UPDATE 10/20/2012:

    I’ve put this PSU up against a slightly more expensive, lower wattage, but more efficient FSP AURUM GOLD 400-Watt 80 PLUS Gold Certified ATX Power Supply Compatible with Intel Core i3 i5 i7 AU-400 to compare the efficiency ratings of Bronze and Gold.

    The FSP Aurum 400 80 Plus Gold came in the mail today and here are the results:
    On my system, as detailed above, it idles at 32W, operates around 60W under moderate load. Very, very nice. These results are a bit better than the Corsair, as expected, but I’m going to have to stick with the Corsair as the best value proposition– My reason being– the Corsair is a 500 Watt power supply and supplies 38 Amps on a single 12v rail. The FSP Aurum is a 400 Watt power supply and supplies 18 Amps on a single 12v rail, but has two 12v rails for a combined 36 Amps. The Corsair CX500 is useful for a wider variety of computer uses, as the single 12v rail providing 38A meets the minimum requirements of most of today’s higher end video cards, while also having great efficiency for lower power 24/7 machines like video servers. The FSP Aurum has up to 36A, but it’s split into two 12v rails, and not all video cards have two plugs for power. This, along with the 400W rating mean that it is not suitable for higher end gaming computers. The Corsair’s higher Wattage rating means it has a bit more headroom for high end/high power CPU+GPU combos. The price differential, for me at least, means that it would take about half a year longer to recoup the extra cost of the 80 Plus Certified Gold on the Aurum, compared with the Corsair. At the CX500’s price point, it is definitely the best bang for the buck, particularly if you are coming from a PSU that isn’t 80 Plus, and the machine is on 24/7.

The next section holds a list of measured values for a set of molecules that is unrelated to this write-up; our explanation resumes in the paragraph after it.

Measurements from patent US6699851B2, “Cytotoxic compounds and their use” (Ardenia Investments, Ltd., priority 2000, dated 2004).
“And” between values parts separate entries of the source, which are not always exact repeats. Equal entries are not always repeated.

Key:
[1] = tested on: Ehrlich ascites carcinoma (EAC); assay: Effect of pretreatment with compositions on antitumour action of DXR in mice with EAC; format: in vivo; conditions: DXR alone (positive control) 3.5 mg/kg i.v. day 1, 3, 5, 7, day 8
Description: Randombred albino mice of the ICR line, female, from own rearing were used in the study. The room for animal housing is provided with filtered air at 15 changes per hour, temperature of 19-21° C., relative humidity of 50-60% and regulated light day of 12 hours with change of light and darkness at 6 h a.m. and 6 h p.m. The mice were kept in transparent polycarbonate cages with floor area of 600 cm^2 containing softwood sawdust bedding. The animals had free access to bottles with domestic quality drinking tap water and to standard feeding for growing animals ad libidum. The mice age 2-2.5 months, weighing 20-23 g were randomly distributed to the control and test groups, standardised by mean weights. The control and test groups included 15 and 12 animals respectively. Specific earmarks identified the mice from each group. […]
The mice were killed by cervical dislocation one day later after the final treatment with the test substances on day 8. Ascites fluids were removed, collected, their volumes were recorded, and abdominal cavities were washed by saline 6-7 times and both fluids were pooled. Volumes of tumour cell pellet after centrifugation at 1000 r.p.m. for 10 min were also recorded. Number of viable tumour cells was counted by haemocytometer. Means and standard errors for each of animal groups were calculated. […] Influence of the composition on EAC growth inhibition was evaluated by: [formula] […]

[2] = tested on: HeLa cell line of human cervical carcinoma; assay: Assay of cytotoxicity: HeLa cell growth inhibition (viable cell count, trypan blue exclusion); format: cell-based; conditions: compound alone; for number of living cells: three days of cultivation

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  3. 2 of 2 people found the following review helpful
    4.0 out of 5 stars
    Does what it is supposed to, November 12, 2012
    By 
    Zalzan

    Amazon Verified Purchase(What’s this?)

    Upgraded my graphics card to a new one (GTX 660) and needed to upgrade my power supply as well. This seemed like a well rated, well priced appropriate option, so I bought it. Was easy enough to install, runs quietly and effectively, has lots of extra hookups to handle whatever I might have in my system.
    Only complaint, which is really more a lack of foresight on my part, is that there were no actual instructions in the box. The one thing that would have been super handy to know is that if you have a 4 prong ATX12V motherboard plug, you have to take the 8 prong plug this comes with and split it in half. They clearly explain this on their website, but that is harder to access with your power supply out and halfway replaced :). Otherwise, great product, great value.